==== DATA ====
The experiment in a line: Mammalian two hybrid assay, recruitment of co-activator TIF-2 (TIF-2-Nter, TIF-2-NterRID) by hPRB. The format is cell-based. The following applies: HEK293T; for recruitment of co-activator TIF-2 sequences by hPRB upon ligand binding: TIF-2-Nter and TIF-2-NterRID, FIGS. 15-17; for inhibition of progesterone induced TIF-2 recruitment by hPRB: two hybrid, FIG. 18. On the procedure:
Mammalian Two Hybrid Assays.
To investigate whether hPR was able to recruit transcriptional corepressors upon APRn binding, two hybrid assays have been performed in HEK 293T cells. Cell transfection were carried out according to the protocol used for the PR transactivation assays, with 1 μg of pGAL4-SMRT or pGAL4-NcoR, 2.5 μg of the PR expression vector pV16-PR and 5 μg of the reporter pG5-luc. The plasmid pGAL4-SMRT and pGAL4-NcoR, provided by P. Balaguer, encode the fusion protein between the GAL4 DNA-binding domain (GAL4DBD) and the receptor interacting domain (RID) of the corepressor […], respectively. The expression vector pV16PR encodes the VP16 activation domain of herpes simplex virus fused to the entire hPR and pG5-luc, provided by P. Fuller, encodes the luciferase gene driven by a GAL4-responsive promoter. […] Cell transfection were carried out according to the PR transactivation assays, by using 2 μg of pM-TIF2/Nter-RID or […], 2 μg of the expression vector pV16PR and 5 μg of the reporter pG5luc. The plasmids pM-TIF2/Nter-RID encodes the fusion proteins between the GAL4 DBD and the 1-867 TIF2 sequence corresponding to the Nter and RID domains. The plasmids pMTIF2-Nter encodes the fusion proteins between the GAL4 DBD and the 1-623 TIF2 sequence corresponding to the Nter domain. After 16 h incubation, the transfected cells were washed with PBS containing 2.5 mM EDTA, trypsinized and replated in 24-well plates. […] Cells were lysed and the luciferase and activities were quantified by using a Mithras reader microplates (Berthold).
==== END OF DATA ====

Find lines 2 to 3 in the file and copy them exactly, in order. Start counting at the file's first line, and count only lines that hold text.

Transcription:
Mammalian Two Hybrid Assays.
To investigate whether hPR was able to recruit transcriptional corepressors upon APRn binding, two hybrid assays have been performed in HEK 293T cells. Cell transfection were carried out according to the protocol used for the PR transactivation assays, with 1 μg of pGAL4-SMRT or pGAL4-NcoR, 2.5 μg of the PR expression vector pV16-PR and 5 μg of the reporter pG5-luc. The plasmid pGAL4-SMRT and pGAL4-NcoR, provided by P. Balaguer, encode the fusion protein between the GAL4 DNA-binding domain (GAL4DBD) and the receptor interacting domain (RID) of the corepressor […], respectively. The expression vector pV16PR encodes the VP16 activation domain of herpes simplex virus fused to the entire hPR and pG5-luc, provided by P. Fuller, encodes the luciferase gene driven by a GAL4-responsive promoter. […] Cell transfection were carried out according to the PR transactivation assays, by using 2 μg of pM-TIF2/Nter-RID or […], 2 μg of the expression vector pV16PR and 5 μg of the reporter pG5luc. The plasmids pM-TIF2/Nter-RID encodes the fusion proteins between the GAL4 DBD and the 1-867 TIF2 sequence corresponding to the Nter and RID domains. The plasmids pMTIF2-Nter encodes the fusion proteins between the GAL4 DBD and the 1-623 TIF2 sequence corresponding to the Nter domain. After 16 h incubation, the transfected cells were washed with PBS containing 2.5 mM EDTA, trypsinized and replated in 24-well plates. […] Cells were lysed and the luciferase and activities were quantified by using a Mithras reader microplates (Berthold).